Succession describes a habitat’s growth from emergence to great age. Primary succession happens after catastrophic disturbance—glaciation, volcanic-island-creation, etc.—essentially removes all living material. Here’s a series for post-glacial succession in Áak’w Táak, inland from little lake, (Mendenhall Valley), inferred from a chronosequence on mesic surfaces (that is: not too wet, not too dry). Succession on poorly- or excessively-drained surfaces is quite different.

A Postglacial barrens with lichens, moss & dwarf fireweed. ● B Alder/willow thicket with small spruce saplings. ● C1 Thickets still productive but overtopped by cottonwood & spruce. ● C2 Cottonwood & spruce close canopy over senescing thickets. ● D Spruces overtop senescing cottonwoods. Small shade-tolerant hemlocks in subcanopy. Depauperate, mossy understory. Only after ~200 years does blueberry fill in. ● E After many centuries without stand-replacing disturbance, hemlock-dominated old growth develops, distinguished from D by gappy canopy, rich, patchwork of shrub & subcanopy layers, plentiful deer forbs & abundant standing & down dead wood.

Check out the Succession illustration below for comparison of secondary succession after logging and streamside flooding.

Successional stages  Community development takes many alternative pathways, but in Southeast Alaska we can at least make some rough generalization about structural stages. Here’s 5 stages span a series on well-drained lowland soils from earliest herbaceous colonizers to old-growth forest types.

1) Herbaceous communities Only the most violent of disturbances can knock a forest community all the way back to herbaceous successional stages. More typically, as with logging or blowdown, the initial response to disturbance is led by shrubs and tree saplings. Meadows on well-drained surfaces are fairly uncommon and usually ephemeral, because forest will be the concluding habitat here. One such community is uplift meadow on surfaces raised from tidal elevations by glacial rebound. Another is maintained in early successional status by repeated disturbance on the slopes of very active avalanche chutes. These sites are swept so frequently that even the flexible Sitka alder is incapable of gaining a foothold. Instead, productive communities of grasses, sedges, ferns,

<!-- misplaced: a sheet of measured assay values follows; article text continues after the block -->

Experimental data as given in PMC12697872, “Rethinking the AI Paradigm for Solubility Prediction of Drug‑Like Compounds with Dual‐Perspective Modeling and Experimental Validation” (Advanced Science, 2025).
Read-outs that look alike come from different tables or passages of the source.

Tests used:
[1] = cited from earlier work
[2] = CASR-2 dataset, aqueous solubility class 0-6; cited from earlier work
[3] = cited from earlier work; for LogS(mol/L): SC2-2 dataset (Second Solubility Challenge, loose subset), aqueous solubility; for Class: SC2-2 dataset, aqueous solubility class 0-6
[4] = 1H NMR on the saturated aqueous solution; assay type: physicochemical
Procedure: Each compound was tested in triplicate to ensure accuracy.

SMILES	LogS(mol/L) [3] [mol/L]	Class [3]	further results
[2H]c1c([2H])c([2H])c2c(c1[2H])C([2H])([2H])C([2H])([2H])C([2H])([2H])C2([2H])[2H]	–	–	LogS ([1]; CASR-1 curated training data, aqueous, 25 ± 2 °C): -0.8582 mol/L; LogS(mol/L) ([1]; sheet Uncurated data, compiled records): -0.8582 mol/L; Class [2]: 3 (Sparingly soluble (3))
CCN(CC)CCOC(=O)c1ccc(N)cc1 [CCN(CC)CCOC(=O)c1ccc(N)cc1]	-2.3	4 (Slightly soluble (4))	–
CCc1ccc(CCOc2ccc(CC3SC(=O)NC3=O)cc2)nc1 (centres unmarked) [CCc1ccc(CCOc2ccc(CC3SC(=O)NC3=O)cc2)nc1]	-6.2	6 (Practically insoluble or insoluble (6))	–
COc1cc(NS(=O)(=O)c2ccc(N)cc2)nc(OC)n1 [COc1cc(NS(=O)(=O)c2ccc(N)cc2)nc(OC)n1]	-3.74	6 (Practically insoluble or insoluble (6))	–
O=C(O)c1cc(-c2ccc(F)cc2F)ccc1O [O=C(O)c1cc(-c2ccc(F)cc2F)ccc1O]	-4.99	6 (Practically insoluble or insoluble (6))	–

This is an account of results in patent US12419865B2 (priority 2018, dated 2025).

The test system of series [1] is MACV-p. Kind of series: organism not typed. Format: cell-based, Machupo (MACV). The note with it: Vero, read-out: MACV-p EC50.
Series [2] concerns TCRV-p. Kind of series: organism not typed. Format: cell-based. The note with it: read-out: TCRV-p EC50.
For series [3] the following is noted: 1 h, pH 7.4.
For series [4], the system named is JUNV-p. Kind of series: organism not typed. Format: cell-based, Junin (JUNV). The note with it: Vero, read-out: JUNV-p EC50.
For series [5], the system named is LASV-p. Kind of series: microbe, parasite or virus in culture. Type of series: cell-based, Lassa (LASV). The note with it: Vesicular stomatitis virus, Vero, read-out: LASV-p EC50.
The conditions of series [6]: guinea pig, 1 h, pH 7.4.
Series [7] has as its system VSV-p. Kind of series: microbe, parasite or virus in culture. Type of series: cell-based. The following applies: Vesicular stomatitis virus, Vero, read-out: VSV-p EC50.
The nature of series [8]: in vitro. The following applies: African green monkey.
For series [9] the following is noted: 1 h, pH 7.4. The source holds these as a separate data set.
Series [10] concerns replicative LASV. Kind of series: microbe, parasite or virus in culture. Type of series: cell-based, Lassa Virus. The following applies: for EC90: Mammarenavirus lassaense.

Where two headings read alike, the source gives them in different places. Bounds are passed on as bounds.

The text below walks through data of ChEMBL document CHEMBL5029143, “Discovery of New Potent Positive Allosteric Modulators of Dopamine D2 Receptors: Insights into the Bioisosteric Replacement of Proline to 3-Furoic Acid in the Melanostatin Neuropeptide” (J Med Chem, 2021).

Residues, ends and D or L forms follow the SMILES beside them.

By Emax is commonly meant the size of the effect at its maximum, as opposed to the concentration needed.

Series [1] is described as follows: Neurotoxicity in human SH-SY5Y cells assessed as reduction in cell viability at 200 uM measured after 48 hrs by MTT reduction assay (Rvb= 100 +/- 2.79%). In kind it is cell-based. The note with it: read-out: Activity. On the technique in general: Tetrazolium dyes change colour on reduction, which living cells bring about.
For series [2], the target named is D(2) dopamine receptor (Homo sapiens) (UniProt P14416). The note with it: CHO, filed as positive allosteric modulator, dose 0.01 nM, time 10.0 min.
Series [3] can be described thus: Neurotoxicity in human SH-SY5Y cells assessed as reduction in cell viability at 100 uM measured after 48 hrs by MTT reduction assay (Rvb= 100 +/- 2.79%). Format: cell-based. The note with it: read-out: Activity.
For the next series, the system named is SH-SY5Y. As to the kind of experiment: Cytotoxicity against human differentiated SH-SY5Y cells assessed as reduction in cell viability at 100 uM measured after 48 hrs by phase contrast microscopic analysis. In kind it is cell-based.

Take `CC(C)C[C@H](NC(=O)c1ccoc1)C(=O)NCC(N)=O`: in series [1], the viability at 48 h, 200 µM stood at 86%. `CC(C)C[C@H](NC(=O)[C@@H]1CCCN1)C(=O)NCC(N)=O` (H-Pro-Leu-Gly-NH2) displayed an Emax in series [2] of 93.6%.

and tall herbs such as fireweed and cow parsnip may develop, growing most luxuriantly on bombarded colluvial toe slopes.

2) Shrub thickets  Early shrub stages of post-logging (secondary) succession on upland sites are dominated by species that already existed in the understory of the logged forest: blueberry, salmonberry, and ferns. These species, plus trailing black currant, account for 90% of plant production in young Southeast clearcuts. This production increases with time, until the new forest closes canopy after 20–30 years. In post-glacial (primary) succession, no remnant shrubs from previous communities are poised to inherit the newly uncovered landscape. The first shrub to dominate the landscape is usually Sitka alder.

3) Mixed conifer-deciduous  Thicket species are short-lived, as indicated in the transition from stages C1 to C2 in the cartoon above. Because alder and willow are shade-intolerant, young plants rarely survive under the foliage of their parents. Aging willow and Sitka alder bushes begin to die back when overtopped by red alder, black cottonwood, Sitka spruce, lodgepole pine, or western hemlock. Only in perennially disturbed sites such as slide chutes can alder/willow thickets persist indefinitely. Large expanses of the mixed conifer-deciduous forest are limited mostly to post-glacial and active alluvial surfaces of the mainland.

4) Young, even-aged conifer  After logging or high-intensity blowdown on upland slopes, maturing forests often enter a stage in which young, densely stocked conifers close canopy, shading out the understory. From a forester’s perspective, this first-come-first-served second-growth has been called the “stem-exclusion stage.” Less vigorous overstory trees (“stems” in forester lingo) gradually die off and little colonization of tree seedlings can occur until canopy opens up again. From a community ecologist’s perspective, the young, closed canopy forest has been called the “depauperate understory stage.” Cover of shrubs and herbs drops to almost nil, typically for a century or more. In primary succession, forest takes longer to reach this closed-canopy stage (D in cartoon above).